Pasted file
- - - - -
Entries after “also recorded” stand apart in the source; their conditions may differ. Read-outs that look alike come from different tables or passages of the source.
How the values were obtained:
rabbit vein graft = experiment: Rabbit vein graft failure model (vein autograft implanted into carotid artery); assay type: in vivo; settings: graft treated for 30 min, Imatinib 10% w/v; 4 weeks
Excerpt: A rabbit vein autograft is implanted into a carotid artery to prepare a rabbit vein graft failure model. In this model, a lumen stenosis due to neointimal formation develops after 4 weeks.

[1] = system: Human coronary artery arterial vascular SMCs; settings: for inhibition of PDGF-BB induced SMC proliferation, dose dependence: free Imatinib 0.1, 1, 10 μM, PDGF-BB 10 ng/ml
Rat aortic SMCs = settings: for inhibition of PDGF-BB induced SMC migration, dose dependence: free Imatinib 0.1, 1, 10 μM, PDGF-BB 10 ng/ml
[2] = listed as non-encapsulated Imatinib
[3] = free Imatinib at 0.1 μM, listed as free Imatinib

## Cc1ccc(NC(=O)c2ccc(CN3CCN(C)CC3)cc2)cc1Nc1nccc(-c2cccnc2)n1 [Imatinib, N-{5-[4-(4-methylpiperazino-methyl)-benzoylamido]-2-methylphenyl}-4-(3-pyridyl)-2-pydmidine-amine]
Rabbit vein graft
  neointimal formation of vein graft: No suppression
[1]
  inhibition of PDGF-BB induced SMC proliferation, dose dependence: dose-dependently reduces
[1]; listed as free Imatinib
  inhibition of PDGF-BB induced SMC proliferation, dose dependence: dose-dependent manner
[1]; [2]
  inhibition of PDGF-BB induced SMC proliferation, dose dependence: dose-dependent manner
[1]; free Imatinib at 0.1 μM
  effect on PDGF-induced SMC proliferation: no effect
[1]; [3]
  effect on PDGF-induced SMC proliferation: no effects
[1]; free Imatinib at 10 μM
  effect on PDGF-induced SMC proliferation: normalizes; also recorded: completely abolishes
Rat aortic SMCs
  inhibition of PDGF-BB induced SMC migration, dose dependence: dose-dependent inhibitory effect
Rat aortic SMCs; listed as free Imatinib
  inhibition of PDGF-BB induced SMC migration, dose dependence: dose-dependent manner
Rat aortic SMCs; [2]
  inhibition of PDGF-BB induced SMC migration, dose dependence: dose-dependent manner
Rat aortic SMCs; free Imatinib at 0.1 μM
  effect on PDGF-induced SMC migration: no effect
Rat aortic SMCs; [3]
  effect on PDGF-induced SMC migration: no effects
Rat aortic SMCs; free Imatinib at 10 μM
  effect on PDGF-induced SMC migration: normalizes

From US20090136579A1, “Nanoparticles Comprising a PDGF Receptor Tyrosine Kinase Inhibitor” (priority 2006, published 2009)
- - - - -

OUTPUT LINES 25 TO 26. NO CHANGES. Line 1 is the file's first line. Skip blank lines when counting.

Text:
  inhibition of PDGF-BB induced SMC migration, dose dependence: dose-dependent inhibitory effect
Rat aortic SMCs; listed as free Imatinib